When the sun sinks in the west
Die a million people of the Bangladesh
--Joan Baez, Song of Bangladesh, 1972
The … totalitarian [Pakistani military] government was incensed and gave vent to its fury on the black night of 25th March . …Jagannath Hall [a predominantly Hindu students’ hostel in Dhaka University] too faced the fury of the Pakistani Army. Incessant [shelling] and blood-letting continued [there] throughout the night of the 25th and the day of the 26th. After the shelling, the soldiers went from room to room and brought out all the students and bearers to the field in front of the hall. There they were forced to dig their own graves. Subsequently they were all shot and buried in the graves they had dug themselves.
-- Excerpt from eyewitness account of Professor Rafiqul Islam, Dhaka University, appearing at www.virtualbangladesh.com)
Thirty years after the actual event, I think of the Bangladesh holocaust as a drama that plays on in the twilight regions of the collective psyche of the subcontinent. The horror of the genocide itself lurks in the shadows, never quite acknowledged by the main actors Pakistan, Bangladesh and India, let alone the world at large. Lurking, it has continued to be a karmic millstone around the collective neck of the people of the subcontinent, stretching all the way from Afghanistan to the Chittagong Hill Tracts, from Kashmir to Sri Lanka.
Those same twilight shadows also serve to offset the brighter regions, dimly visible but distinctly present in the light of the sun poised just beyond the horizon. India, as an idea that embodies all that is true and free and good and just, has survived in our minds and hearts, transcending--though barely at times-the murk of indifference, intolerance, cynicism, venality, stupidity and disparagement. For a generation that came of age during the searing months following the break of the Spring of 1971, the tale of rampant evil, horror, compassion, resistance, unmitigated heroism and brilliant victory of good over evil continues to be the cornerstone of an undying faith that the world can be made right.
Are we forever doomed to languish in the twilight where we remain generally protective of India but continue to acquiesce in flagrant insults to the ideals and values that India stands for? Or could those ideals and values be brought forth into the light of day to take root, flourish and flourishing, liberate us? I believe that attempting to understand 1971 and the fate of its martyrs will help us tackle this question.
Midnight to Mid-day, or Good Triumphs over Rampant Evil
The events of 1971, from the start of the holocaust on the midnight of March 25-26, to victory on December 17, unfold like a grand Manichean conflict between consummate heroes and villains. If an overwrought imagination were to have conjured up a villain for this drama, it could scarcely have matched the real-life monstrosity of the Pakistani military and their surrogates the razaakaars, stormtroopers of religious fascism. Together, they trampled on the people’s democratic verdict for freedom and justice, with atrocities that beggared the imagination, carried out on a scale that boggled the mind. They were driven by a heinous agenda that was quite open-senior Pakistani military officers boasted to western media about their project to render the populace of Bangladesh hindurein, rid its Islam of its liberal element, and to re-seed, through mass rape of its women, the "inferior" Bengali stock with the "superior" Punjabi and Baluchi genes of Pakistani military personnel.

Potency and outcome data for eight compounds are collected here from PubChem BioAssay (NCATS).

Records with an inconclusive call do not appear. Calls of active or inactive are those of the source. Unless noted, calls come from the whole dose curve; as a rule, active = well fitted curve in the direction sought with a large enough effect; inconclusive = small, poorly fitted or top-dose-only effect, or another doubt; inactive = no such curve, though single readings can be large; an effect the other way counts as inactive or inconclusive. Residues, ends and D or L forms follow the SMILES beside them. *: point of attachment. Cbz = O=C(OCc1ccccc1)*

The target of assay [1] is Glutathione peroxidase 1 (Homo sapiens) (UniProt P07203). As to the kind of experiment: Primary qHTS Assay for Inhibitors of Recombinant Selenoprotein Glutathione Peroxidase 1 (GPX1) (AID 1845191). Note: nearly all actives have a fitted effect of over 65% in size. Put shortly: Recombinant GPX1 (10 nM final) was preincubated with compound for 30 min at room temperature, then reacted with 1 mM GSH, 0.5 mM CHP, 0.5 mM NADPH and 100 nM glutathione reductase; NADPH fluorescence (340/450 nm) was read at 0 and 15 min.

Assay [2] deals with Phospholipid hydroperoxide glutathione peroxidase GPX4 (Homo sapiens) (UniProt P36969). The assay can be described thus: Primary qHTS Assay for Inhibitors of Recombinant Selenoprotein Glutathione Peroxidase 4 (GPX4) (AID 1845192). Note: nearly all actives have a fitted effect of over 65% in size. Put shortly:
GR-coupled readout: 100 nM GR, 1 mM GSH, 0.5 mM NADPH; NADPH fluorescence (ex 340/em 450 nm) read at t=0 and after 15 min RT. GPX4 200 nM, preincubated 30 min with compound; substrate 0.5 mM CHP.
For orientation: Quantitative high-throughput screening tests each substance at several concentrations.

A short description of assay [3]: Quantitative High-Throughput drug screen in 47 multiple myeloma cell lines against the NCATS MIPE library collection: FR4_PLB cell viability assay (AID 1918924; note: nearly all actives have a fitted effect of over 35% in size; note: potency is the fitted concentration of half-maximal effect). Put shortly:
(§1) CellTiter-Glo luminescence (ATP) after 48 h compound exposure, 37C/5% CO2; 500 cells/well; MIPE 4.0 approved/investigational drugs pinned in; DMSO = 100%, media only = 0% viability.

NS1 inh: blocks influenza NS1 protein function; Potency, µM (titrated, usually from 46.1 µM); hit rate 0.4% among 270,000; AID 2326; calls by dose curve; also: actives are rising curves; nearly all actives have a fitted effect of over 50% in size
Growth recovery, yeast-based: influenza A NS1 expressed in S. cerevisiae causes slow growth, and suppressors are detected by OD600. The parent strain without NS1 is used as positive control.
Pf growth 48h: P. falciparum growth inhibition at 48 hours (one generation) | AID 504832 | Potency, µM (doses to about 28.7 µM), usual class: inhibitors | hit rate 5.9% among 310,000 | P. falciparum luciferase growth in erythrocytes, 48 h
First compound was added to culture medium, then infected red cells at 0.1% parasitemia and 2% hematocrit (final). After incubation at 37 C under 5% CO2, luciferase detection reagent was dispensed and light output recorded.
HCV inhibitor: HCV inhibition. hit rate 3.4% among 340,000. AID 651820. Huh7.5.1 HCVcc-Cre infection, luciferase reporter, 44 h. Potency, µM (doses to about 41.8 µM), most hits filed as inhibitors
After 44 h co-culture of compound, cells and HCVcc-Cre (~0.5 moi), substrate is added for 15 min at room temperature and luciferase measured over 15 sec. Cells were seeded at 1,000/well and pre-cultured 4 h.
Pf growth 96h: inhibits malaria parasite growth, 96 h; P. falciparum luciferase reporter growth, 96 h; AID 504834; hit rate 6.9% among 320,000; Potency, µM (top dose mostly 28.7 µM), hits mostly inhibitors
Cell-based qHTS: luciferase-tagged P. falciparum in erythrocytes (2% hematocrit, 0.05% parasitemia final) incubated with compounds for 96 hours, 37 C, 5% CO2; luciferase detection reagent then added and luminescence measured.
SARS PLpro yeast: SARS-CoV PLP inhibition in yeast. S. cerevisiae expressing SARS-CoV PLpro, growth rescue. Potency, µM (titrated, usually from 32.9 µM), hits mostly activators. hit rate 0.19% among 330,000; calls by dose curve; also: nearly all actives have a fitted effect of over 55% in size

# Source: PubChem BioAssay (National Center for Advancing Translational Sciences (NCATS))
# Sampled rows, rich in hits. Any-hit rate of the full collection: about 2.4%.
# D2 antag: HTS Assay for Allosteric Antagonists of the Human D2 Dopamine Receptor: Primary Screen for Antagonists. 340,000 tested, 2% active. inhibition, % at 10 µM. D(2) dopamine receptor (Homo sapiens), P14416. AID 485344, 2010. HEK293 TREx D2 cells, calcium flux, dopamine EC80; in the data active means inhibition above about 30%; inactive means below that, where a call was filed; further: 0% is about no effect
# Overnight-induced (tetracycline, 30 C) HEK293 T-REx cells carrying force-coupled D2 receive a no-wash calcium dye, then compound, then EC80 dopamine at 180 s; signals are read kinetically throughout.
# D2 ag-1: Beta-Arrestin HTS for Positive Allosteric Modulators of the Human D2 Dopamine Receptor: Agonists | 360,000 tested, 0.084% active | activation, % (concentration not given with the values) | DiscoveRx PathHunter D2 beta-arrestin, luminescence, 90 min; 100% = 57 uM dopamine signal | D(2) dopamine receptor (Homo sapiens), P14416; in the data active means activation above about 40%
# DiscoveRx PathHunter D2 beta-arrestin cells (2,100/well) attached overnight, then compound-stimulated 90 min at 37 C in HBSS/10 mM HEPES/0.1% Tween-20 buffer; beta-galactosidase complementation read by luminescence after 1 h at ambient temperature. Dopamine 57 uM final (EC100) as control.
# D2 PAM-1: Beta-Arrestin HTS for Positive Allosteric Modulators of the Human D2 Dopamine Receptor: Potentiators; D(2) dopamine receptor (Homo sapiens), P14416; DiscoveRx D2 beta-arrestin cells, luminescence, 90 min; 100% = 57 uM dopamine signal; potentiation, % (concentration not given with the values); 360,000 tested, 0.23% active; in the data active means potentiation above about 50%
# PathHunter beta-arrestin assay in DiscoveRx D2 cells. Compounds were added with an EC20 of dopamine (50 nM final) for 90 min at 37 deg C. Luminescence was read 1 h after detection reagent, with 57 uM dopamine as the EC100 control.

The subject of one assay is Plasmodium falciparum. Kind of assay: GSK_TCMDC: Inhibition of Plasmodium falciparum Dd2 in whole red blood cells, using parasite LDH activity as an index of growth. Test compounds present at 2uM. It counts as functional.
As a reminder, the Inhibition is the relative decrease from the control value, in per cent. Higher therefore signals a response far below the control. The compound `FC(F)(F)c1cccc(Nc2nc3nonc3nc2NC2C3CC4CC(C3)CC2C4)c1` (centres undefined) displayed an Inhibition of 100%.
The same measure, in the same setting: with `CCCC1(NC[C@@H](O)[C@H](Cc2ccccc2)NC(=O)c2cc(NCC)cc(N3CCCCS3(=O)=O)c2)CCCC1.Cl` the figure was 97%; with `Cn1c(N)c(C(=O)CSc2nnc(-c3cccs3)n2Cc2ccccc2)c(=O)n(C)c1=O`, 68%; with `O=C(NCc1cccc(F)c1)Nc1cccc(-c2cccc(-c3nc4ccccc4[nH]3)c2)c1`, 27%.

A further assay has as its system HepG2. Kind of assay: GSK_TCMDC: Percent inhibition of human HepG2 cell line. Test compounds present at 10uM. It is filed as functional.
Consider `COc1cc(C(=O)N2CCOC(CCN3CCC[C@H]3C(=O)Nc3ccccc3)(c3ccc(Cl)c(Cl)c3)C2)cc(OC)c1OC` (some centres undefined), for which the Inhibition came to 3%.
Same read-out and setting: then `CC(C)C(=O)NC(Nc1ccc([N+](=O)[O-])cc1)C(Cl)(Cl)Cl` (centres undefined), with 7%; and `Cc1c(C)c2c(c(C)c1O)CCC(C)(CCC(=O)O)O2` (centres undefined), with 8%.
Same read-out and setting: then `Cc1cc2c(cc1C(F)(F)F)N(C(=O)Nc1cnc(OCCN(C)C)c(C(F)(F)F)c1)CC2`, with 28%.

The dystopic reich that the Pakistani military sought to impose was resisted with ferocity by the people of Bangladesh, who emerged as larger-than-life heroes. Not just the leaders like Sheikh Mujib, Nazrul Islam, Tajuddin, Majors Zia and Jaleel, but just ordinary folks, Hindu and Muslim, fighting it out with the villains under the banner of the Mukti Bahini when they could, and when they couldn’t, making the perilous trek, with families, to India’s safe refuge.
It was then the turn of the Indian people to find the hero within their collective self. Proving that theirs is not a poverty of spirit, Indians took in over 10 million Hindu and Muslim Bangladeshis fleeing the holocaust with the meagrest of possessions. Everyone chipped in, the poorest disproportionately so, through the uniform 5 paise refugee surcharge levied on all postage. Everyone, it seemed, understood; no one complained. Compassion and sympathy for the travails of the refugees were everywhere evident.
The political front, amoral by definition, witnessed a rare alignment of righteousness and pragmatic goals. It was a political goal for India to repatriate the 10 million-plus refugees under safe and honorable conditions. The Pakistani military had stubbornly lodged itself in the Devil’s camp as it were, and its sponsors-Mao’s China and the Nixon-Kissinger United States--were indifferent or hostile to India’s goal; this meant that India had to go to war on the side of the angels. (Be it noted here that the notion, often bandied about, that India merely fished in troubled waters to bisect its old enemy Pakistan, is entirely without merit or substance: United Pakistan ended on March 25-26, 1971 when the Pakistani military launched its genocide of Bengalis; Indian participation in delivering the coup de grace was a mere implementation detail.)